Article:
Request for review: Bug 100054: Make building the Nimbus look 'n' feel optional

Mark Reinhold mr at
Fri May 15 04:05:05 UTC 2009

> Date: Thu, 14 May 2009 23:31:58 +0100
> From: Andrew John Hughes <gnu_andrew at>

> 2009/5/14 phil.race at
>> I do think I know what you want. But I consider its a slippery slope as
>> you have no way of knowing or keeping track of the consequences of
>> not building a particular component.
> Sure, but if someone chooses to set DISABLE_NIMBUS then they take that
> risk.  It's much the same as if they turn on insane mode or don't
> build the docs.  It's a tradeoff of having an incomplete build at the
> end against simplifying the process, and one it is down to the user to
> make.  For example, if someone wants to build OpenJDK as a precursor
> to hacking on HotSpot, then they are probably more concerned about
> just completing the build than finding an additional set of
> dependencies for a look and feel they probably won't use.  I don't see
> how arbitrarily restricting choice helps anyone.
>> I suggest its better to fix the local build problem than push workarounds
>> upstream.
> My fear is we will run over this problem again and again.  If people
> working on OpenJDK day in and day out are having issues with this,
> then newbies are going to fare even worse.

I have to agree with Andrew on this one.

Engineers working on the JDK routinely skip building various components,
yet somehow we've survived.  When was the last time, e.g., you built
HotSpot, or javac, or the Windows installer, or generated rpm packages on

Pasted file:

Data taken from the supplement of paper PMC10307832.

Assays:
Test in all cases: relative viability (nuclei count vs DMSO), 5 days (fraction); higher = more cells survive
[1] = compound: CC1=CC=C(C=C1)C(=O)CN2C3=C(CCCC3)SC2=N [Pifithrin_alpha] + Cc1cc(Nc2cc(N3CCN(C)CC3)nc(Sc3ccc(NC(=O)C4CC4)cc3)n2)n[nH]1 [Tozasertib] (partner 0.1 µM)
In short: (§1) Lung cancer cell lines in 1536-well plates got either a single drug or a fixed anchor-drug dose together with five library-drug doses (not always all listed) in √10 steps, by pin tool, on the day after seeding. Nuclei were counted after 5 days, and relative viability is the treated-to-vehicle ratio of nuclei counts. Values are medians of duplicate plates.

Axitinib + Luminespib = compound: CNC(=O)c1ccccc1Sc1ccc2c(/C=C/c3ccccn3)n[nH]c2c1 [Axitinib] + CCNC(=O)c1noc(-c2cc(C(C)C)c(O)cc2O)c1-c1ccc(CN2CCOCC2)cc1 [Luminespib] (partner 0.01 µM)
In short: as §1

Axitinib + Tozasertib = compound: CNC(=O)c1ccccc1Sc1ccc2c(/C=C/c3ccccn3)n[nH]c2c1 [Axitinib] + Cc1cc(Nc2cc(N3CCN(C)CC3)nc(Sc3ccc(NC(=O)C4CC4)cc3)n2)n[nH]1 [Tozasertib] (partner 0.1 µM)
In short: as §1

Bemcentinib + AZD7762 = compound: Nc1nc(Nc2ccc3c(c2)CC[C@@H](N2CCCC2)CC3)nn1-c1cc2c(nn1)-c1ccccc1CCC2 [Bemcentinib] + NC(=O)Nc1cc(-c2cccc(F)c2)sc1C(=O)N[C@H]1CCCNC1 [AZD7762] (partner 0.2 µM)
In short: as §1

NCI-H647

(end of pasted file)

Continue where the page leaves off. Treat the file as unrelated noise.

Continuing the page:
There are already lots of ways to disable various components of the
build.  The better ones take care to issue a warning during the sanity
check so that people who carelessly set build variables in their shell
environment don't get tripped up too badly, as long as they make sure to
read the sanity log.

That these happen to be "platform" classes doesn't mean much.  The chance
that a Nimbus-disabled build would be mistaken for a product build is
pretty well near zero, given all the testing that we do.

If this tiny change makes it easier for people to work with our code,
then I'm all for it.

My only comment on Andrew's actual patch is that Sanity.gmk should be
extended to print a warning when Nimbus is disabled.  It otherwise looks
fine to me.

Oh, and if we have somehow become dependent upon a third-party tool
(JIBX) that's so difficult to locate and has such a low commitment to
interface stability, then perhaps we should reconsider that and use a
different tool.

- Mark

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